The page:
An Anxious Viewer Watches The Normal Heart

 

I’ve watched The Normal Heart three times over the last week.

Anxiety interferes with a lot of things that it doesn’t even make sense for it to interfere with. Like absorbing new media. Everyone knows that anxious people sometimes have trouble leaving the house, or being otherwise social; I’m not sure how many people who haven’t struggled with anxiety know that it can also make it scary to venture into unpredictable emotional territory by getting caught up in a movie or a book you haven’t read before. But that’s one of the biggest things I struggle with. If you’re the sort of person who connects deeply with character and story, watching a new movie is a lot like going to a stranger’s house for the first time. Will I like the people I’m going to spend time with? Are they going to say or do things that make my anxiety worse? Will I feel trapped there, obligated to stick it out to the end even though I’m having a really bad time of it emotionally?

With regards to The Normal Heart, I actually know a lot of people who’ve delayed seeing it or decided to give it a miss altogether, because all you have to do is watch the trailer to know that it’s going to be devastating. The Normal Heart is about the dawn of the AIDS epidemic, when no one knew anything about AIDS except that it was killing gay men in droves. The story follows writer and activist Ned Weeks as he tries to raise awareness about the disease in the face of indifference from the straight world and opposition to his confrontational methods from the gay community. 

I tend to feel intense sympathetic anxiety for characters who are trying to tell the world an important truth that no one wants to listen to. It borders on being triggering. But stories about the fight for justice, equality, representation, etc., are my favorites kind of stories, so I knew I couldn’t not watch it. Plus, it’s about queer history.

A well-known problem with queer media is that it tends to be depressing as hell. I know plenty of queer people who find movies like this too upsetting to watch, just like I know die-hard Benedict Cumberbatch fans who aren’t sure they’ll be able to bear seeing The Imitation Game (trailer link) because they know how Alan Turing’s story ends. I definitely had to gird my mental loins before I sat down to watch, but I’m so glad I did, because if nothing else, The Normal Heart proved just how little queer history I actually knew.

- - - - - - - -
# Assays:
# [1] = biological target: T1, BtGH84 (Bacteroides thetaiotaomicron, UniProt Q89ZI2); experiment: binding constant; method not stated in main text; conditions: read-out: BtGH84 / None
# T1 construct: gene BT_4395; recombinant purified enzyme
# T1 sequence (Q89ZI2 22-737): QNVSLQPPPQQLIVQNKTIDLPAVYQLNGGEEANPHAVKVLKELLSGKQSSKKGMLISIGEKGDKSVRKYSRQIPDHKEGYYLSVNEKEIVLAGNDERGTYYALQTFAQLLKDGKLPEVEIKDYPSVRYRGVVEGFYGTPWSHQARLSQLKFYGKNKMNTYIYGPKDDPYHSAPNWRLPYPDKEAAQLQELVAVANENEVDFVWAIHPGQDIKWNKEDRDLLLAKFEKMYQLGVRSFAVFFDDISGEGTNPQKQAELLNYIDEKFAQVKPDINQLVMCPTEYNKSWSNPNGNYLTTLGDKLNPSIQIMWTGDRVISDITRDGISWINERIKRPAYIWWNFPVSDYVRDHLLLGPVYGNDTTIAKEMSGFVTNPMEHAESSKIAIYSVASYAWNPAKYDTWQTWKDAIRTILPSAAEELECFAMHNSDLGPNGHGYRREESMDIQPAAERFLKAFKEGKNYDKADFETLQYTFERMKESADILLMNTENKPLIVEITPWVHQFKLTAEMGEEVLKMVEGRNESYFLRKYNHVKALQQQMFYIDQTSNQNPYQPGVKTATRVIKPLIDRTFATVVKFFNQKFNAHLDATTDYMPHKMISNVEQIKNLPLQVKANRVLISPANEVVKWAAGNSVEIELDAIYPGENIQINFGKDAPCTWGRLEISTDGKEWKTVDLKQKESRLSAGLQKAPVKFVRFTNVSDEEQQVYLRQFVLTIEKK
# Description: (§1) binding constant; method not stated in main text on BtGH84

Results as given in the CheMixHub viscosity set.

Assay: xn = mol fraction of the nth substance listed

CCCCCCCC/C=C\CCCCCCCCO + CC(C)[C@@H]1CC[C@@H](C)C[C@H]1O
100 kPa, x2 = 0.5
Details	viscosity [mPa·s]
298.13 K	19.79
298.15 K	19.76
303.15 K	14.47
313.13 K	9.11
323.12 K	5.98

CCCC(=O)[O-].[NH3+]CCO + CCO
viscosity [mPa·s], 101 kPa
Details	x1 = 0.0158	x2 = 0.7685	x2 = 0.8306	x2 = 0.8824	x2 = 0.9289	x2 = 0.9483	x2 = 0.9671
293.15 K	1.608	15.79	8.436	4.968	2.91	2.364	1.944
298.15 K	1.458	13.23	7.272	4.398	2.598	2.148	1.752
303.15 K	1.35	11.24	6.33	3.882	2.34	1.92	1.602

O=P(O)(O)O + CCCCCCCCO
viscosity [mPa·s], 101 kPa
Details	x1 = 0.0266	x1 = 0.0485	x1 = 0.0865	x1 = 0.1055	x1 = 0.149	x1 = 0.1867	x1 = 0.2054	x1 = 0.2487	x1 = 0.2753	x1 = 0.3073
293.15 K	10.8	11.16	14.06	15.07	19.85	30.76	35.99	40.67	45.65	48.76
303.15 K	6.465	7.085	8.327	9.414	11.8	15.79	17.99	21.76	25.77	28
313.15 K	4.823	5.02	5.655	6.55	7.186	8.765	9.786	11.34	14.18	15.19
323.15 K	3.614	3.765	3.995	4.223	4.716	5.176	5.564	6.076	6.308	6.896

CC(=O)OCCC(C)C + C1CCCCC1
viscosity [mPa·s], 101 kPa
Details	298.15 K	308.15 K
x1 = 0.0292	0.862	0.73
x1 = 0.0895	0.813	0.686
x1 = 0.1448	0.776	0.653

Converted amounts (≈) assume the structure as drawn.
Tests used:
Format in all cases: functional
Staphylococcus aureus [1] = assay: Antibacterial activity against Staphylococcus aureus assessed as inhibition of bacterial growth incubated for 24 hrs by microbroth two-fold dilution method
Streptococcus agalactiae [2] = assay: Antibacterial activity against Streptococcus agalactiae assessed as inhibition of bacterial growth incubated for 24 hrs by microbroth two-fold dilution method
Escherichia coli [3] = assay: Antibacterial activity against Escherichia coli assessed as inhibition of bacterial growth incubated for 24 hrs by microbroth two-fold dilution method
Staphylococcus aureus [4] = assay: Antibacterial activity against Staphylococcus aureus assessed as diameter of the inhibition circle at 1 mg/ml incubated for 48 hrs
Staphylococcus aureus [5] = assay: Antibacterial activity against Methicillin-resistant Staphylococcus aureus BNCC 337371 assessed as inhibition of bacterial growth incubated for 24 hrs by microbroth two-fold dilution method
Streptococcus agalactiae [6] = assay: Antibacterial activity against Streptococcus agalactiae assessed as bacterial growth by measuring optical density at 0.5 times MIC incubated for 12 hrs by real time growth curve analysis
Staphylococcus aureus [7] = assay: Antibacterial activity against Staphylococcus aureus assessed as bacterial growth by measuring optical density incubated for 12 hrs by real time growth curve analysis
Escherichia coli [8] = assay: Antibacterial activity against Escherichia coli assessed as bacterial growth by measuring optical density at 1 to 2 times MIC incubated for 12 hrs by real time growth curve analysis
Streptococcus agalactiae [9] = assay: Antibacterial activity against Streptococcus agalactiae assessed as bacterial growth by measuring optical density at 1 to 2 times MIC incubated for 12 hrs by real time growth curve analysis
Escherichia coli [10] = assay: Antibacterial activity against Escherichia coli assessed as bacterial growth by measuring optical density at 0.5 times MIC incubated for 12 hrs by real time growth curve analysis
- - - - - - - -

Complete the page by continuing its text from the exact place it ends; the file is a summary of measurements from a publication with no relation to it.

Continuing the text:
The very first thunderclap realization I had when watching The Normal Heart was that the AIDS epidemic came into the world around the same time I did. I was born in 1982; the events in the movie take place between 1981 and 1984. But when Mark Ruffalo gets off the Fire Island ferry in the opening scenes and puts on a pair of the same kind of giant mirrored sunglasses my dad wore when I was a kid, I instantly felt that thrill of connection: these are events that took place in my lifetime. This is not ancient history, it’s the very recent past.

The next thunderclap came when I understood just how suddenly AIDS appeared on the scene. This is beautifully dramatized by the contrast between the carefree summer vacation scenes at the beginning of the movie when Ned is on Fire Island, and the scene when Ned goes to Emma Brookner’s office after reading the New York Times article on “gay cancer”. He goes from zero awareness to witnessing a friend die suddenly and horribly in the blink of a cinematic eye.

I think I must have assumed that awareness of the epidemic dawned much more gradually than it actually did. I had no context for understanding the kind of resistance, both in the straight world and in the gay community, that early AIDS activists met with. There’s never been a time in my life when I wasn’t aware of AIDS–not since I was old enough to be aware of anything at all. I vividly remember being a second grader in 1990 and watching news coverage of teenager Ryan White’s death. At eight years old, I knew the basics of how AIDS could be transmitted. In 1995, when I was thirteen, I was chatting on IRC with other queer people of all ages from all over the world, where I met HIV+ gay men for the first time. In high school, my entire drama department would gather outside the administrative offices and sing songs from Rent after school. AIDS has simply always been part of the landscape of my reality–a bedrock danger of human existence, like cancer or fatal car accidents.